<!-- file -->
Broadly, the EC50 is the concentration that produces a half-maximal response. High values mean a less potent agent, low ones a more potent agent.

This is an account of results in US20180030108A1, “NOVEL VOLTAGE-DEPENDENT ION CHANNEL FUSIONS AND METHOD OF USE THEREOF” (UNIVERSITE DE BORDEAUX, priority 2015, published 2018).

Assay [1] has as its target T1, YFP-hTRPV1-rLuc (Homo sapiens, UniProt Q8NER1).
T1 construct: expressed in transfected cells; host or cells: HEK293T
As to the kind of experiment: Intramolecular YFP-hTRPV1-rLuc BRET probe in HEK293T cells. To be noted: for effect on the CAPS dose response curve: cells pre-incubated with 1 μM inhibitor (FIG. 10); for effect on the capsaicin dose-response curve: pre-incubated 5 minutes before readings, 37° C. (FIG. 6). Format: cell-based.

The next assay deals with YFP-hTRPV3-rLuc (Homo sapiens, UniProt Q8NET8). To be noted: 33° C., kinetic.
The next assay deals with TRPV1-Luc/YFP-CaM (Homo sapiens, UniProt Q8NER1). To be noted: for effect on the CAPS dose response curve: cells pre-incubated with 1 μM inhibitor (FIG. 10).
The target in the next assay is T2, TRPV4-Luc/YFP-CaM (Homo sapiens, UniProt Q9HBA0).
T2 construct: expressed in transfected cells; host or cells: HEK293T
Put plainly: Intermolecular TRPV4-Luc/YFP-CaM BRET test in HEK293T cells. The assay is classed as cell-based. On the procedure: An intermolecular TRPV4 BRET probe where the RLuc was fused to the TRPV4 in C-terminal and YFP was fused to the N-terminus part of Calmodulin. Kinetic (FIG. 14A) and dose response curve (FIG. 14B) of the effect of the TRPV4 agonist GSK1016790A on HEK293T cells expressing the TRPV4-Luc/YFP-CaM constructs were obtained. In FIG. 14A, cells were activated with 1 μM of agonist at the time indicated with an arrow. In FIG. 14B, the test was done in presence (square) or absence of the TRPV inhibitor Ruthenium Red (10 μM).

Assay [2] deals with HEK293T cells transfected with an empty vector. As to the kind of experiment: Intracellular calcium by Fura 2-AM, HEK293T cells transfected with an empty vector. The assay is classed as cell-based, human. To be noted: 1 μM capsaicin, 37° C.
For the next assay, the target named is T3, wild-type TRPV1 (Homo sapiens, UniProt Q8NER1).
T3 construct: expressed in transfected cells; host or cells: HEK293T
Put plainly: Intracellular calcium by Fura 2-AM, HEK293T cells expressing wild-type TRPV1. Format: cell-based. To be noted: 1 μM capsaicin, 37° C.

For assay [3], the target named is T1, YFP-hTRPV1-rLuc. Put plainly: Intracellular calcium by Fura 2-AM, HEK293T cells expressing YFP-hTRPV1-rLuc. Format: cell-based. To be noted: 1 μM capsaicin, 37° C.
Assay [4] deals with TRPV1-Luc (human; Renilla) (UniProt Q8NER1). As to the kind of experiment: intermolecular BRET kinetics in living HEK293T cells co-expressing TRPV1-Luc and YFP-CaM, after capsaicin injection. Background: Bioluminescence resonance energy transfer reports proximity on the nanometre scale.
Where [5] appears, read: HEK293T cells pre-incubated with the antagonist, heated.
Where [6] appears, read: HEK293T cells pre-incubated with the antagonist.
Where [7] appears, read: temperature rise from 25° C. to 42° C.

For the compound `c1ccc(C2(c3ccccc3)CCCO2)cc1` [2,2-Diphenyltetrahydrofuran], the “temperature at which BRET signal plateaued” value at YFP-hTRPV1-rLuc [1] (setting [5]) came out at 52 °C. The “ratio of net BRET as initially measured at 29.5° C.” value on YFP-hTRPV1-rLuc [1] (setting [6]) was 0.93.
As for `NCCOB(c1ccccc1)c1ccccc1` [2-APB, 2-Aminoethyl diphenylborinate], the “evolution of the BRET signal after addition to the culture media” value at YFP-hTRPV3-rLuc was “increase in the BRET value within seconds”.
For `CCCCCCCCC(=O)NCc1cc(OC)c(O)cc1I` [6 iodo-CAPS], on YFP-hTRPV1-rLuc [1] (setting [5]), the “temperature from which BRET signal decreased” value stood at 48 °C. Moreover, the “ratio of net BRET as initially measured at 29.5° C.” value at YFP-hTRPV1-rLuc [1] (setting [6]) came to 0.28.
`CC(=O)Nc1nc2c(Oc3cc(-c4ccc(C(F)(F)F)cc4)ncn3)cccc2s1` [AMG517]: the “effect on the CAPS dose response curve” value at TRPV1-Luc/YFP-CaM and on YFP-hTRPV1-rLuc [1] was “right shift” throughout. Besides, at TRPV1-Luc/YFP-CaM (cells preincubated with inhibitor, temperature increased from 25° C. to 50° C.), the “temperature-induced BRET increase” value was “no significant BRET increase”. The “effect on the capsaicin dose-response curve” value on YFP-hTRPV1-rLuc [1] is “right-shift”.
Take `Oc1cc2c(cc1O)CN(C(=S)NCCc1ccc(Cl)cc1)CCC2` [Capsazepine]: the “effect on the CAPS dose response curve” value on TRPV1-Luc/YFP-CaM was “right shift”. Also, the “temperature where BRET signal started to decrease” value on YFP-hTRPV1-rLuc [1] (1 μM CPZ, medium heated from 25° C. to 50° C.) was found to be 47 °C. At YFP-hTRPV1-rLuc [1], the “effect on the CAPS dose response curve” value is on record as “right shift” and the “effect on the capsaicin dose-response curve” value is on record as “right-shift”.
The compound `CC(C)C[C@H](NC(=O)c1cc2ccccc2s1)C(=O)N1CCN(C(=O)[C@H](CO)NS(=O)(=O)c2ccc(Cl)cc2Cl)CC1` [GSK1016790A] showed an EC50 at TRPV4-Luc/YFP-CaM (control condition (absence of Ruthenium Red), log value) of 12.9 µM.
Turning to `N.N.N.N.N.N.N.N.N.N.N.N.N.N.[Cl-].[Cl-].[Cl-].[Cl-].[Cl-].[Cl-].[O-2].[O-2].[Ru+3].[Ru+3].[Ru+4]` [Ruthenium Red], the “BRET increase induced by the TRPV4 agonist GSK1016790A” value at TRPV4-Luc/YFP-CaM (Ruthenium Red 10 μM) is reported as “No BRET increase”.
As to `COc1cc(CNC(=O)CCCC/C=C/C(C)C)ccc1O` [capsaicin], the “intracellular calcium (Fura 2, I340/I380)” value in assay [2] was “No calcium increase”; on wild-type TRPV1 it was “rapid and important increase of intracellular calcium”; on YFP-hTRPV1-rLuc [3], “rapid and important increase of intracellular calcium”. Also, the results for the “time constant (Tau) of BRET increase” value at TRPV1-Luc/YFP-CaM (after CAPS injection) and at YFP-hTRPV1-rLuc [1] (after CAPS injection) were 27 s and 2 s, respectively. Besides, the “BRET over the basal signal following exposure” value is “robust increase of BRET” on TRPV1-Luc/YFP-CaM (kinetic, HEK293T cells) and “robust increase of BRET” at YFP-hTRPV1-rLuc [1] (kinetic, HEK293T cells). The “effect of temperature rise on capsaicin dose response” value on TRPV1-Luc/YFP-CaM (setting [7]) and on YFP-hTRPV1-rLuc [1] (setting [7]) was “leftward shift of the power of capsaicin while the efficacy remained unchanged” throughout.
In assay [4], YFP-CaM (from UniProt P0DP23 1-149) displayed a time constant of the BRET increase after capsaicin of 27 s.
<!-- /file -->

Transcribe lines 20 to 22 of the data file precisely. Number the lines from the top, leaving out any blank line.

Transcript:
For the compound `c1ccc(C2(c3ccccc3)CCCO2)cc1` [2,2-Diphenyltetrahydrofuran], the “temperature at which BRET signal plateaued” value at YFP-hTRPV1-rLuc [1] (setting [5]) came out at 52 °C. The “ratio of net BRET as initially measured at 29.5° C.” value on YFP-hTRPV1-rLuc [1] (setting [6]) was 0.93.
As for `NCCOB(c1ccccc1)c1ccccc1` [2-APB, 2-Aminoethyl diphenylborinate], the “evolution of the BRET signal after addition to the culture media” value at YFP-hTRPV3-rLuc was “increase in the BRET value within seconds”.
For `CCCCCCCCC(=O)NCc1cc(OC)c(O)cc1I` [6 iodo-CAPS], on YFP-hTRPV1-rLuc [1] (setting [5]), the “temperature from which BRET signal decreased” value stood at 48 °C. Moreover, the “ratio of net BRET as initially measured at 29.5° C.” value at YFP-hTRPV1-rLuc [1] (setting [6]) came to 0.28.